Plants either reproduce sexually or asexually, depending on the type of plant. In sexual reproduction, two germ cells, or gametes, fuse to create the beginning of a genetically unique offspring. In asexual reproduction, a plant cell splits in two to create a genetically identical offspring.Know More
During sexual reproduction, a male gamete needs to fertilize a female gamete. Depending on the plant, this is accomplished in a variety of ways. In flowering plants, the male and female gametes are located on different parts of the same flower. The sperm, located in the pollen grains, fall on the carpel of the flower, where the female gametes are located. This process occurs because of wind pollination or insect pollination that transports the pollen grains to the female gametes. As a result of this pollination, a fruit is created, which contains the seeds of offspring. In mosses, sexual reproduction can only occur if the male and female plant gametes combine directly. Conifers have two different cones: a male and a female cone. The male cone gives off pollen that the female cone catches.
Asexual reproduction occurs either through vegetative reproduction or apomixis. Vegetative reproduction occurs when a plant's shoots, roots and, sometimes, leaves fall onto moist dirt and take root. In apomixis, unfertilized plant seeds are used to create more offspring. Although asexual reproduction among plants occurs, sexual reproduction is far more common in most plant species.Learn more about Botany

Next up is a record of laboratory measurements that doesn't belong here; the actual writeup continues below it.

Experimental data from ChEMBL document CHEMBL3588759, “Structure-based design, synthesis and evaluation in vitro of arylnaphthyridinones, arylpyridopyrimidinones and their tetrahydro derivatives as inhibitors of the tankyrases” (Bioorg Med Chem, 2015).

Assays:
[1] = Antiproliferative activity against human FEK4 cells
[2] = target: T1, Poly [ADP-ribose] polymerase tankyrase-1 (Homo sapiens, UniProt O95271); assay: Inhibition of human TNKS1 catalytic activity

Plants that have woody stems are leaves, bushes and shrubs such as lilac and forsythia plants. Shrubs and bushes are similar to trees, but have a few major differences such as height and branches.Full Answer >
Plants with red leaves can range in color from a brilliant red to a deep burgundy, according to Shrubland Park Gardens. The Japanese maple, for example, has purple leaves that turn brilliant red in the fall. This small tree grows very well in a well-drained pot in the garden. The Japanese fern also makes an interesting display with a dark red stripe running down the center of its metallic-looking leaves.Full Answer >
Plants that lived in the Mesozoic era include cycads, cycadeoids, ginkgoites, ginkophytes, conifers, glossopterids and angiosperms. At the beginning of the Mesozoic era, gymnosperms were dominant. At the end of the era, angiosperms started appearing.Full Answer >
Plants that live in cold climates include saxifrages, willows and ranunculus. Other types of plants that do well in cold climates are pinks and whitlow-grass.Full Answer >